E.123

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E.123 is standards-based recommendation by the International Telecommunications Union sector ITU-T, and is entitled Notation for national and international telephone numbers, e-mail addresses and Web addresses. It provides guidelines for the presentation of telephone numbers, email addresses, and web addresses in print, on letterheads, and similar purposes.

Example formats[edit]

Telephone number, national notation (042) 1123 4567
Telephone number, E.123 international notation +31 42 1123 4567
Email address name@example.com
Web address / URL www.example.com

E.123 specifically recommends that:

  • only spaces be used to visually separate groups of numbers "unless an agreed upon explicit symbol (e.g. hyphen) is necessary for procedural purposes" in national notation.
  • only spaces should be used to visually separate groups of numbers in international notation.

In national notation which follows E.123 recommendations, parentheses are used to indicate digits that are sometimes not dialled. Parentheses are not allowed in the international notation, according to the standard. Microsoft telephone numbers format derives from E.123 telephone number international notation by allowing the addition of area code, delimited by parentheses.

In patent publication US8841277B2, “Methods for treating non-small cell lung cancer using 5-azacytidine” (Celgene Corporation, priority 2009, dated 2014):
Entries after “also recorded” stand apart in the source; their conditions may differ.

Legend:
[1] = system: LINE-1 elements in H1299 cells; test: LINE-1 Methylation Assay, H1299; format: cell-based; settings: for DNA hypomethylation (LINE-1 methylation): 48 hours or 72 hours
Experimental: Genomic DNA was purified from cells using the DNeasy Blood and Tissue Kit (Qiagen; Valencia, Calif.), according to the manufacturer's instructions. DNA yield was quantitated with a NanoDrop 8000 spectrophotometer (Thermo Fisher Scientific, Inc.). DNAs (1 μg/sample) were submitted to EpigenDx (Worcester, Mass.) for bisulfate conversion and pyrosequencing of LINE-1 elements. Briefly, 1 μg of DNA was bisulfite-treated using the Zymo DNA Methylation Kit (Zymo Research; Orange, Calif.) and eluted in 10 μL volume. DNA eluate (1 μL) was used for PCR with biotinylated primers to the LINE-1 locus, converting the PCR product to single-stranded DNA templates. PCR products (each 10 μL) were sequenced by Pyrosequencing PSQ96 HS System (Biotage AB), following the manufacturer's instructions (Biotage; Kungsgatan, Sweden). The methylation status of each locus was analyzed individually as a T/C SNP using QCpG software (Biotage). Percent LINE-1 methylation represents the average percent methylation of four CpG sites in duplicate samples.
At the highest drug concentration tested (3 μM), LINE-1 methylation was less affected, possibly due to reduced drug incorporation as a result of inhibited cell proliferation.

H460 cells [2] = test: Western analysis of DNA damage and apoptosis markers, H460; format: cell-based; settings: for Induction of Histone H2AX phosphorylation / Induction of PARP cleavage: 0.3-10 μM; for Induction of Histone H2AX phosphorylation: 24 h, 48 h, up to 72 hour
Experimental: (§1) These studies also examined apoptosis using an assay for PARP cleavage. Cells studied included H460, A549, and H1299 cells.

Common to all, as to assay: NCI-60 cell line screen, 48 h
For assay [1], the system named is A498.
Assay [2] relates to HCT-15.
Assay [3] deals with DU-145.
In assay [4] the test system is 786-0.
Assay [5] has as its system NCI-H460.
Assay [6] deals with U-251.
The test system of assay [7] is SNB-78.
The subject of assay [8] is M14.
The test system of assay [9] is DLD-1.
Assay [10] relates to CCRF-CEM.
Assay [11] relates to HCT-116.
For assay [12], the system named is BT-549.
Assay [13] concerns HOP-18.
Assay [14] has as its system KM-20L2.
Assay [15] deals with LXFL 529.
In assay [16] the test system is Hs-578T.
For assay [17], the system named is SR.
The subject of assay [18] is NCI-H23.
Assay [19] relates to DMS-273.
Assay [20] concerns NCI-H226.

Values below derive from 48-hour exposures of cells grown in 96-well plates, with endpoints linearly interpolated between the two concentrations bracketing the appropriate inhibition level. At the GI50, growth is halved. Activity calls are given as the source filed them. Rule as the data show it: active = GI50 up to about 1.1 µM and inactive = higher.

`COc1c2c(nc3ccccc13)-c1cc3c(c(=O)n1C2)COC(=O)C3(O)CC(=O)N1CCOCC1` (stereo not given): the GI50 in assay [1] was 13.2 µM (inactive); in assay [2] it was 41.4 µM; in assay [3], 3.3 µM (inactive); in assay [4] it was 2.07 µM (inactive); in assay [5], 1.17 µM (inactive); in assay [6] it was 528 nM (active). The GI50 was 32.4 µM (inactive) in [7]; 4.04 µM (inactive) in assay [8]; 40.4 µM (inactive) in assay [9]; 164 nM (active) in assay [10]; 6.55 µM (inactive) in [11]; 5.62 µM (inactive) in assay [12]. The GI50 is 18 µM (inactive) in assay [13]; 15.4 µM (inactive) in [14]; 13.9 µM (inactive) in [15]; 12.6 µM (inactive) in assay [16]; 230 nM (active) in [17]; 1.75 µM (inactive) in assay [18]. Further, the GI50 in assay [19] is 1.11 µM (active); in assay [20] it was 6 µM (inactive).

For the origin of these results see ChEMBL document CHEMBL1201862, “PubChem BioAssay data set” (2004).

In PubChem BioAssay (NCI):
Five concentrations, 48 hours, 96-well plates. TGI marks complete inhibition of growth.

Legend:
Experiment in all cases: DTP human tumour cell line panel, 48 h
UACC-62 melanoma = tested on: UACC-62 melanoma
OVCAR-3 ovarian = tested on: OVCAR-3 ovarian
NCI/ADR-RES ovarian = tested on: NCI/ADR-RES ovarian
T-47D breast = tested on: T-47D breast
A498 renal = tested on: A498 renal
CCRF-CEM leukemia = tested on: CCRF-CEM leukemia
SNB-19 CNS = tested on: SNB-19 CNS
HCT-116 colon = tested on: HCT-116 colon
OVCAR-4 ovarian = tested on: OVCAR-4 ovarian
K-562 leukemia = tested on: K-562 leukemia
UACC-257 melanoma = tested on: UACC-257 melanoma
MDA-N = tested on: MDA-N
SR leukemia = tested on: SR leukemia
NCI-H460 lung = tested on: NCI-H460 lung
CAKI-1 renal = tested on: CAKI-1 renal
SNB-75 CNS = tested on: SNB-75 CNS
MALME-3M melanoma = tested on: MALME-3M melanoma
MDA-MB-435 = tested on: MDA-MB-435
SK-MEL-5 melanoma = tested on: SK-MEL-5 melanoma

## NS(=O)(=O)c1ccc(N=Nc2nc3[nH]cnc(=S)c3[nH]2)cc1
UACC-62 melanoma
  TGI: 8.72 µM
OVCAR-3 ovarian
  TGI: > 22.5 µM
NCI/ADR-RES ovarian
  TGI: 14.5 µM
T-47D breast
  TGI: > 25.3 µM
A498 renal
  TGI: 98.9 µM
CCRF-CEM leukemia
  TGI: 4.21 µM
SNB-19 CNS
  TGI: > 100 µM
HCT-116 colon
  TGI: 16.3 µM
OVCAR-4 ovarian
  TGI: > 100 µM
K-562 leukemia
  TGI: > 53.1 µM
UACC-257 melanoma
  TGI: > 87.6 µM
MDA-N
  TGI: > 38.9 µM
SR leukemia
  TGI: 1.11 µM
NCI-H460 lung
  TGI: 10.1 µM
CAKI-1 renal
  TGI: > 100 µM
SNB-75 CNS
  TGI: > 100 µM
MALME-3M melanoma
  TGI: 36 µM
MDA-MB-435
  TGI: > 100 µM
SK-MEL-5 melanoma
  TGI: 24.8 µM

A slash (/) with spaces on either side may be used to indicate alternative numbers. (i.e. "555 1234 / 4444" means 555 1234 and 555 4444.)

Emergency contact information[edit]

A standardized language-independent way to identify a next-of-kin (or other emergency contact) in a mobile handset’s directory, in case of an emergency, has in May 2008 been adopted as a new clause in Recommendation E.123.

It proposes to store emergency contact numbers prefixed with Arabic numerals in the form “0nxxxx”; “n” is a digit from 1 through 9 and “xxxx” is any meaningful descriptive character string in any language or script (e.g. “Anna” or “Spouse”).

In the handset's directory this would be displayed as "01Anna" or "01Spouse" enabling easy identification by the emergency services. The handset’s directory entry (in the “contact number” field) would contain the actual number of the person to call in case of emergency.[1]

This scheme is a language-independent version of the "ICE" (In Case of Emergency) scheme that became popular in certain parts of the world from 2005 onwards.[2]

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